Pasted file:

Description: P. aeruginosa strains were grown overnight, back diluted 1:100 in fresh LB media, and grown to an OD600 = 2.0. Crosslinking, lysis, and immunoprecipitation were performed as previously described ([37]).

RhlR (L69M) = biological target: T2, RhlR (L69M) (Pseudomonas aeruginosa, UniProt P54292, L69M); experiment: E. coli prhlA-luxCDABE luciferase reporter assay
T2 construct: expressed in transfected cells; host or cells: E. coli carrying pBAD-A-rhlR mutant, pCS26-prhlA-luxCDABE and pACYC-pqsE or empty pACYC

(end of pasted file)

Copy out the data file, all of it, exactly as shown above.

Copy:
Description: P. aeruginosa strains were grown overnight, back diluted 1:100 in fresh LB media, and grown to an OD600 = 2.0. Crosslinking, lysis, and immunoprecipitation were performed as previously described ([37]).

RhlR (L69M) = biological target: T2, RhlR (L69M) (Pseudomonas aeruginosa, UniProt P54292, L69M); experiment: E. coli prhlA-luxCDABE luciferase reporter assay
T2 construct: expressed in transfected cells; host or cells: E. coli carrying pBAD-A-rhlR mutant, pCS26-prhlA-luxCDABE and pACYC-pqsE or empty pACYC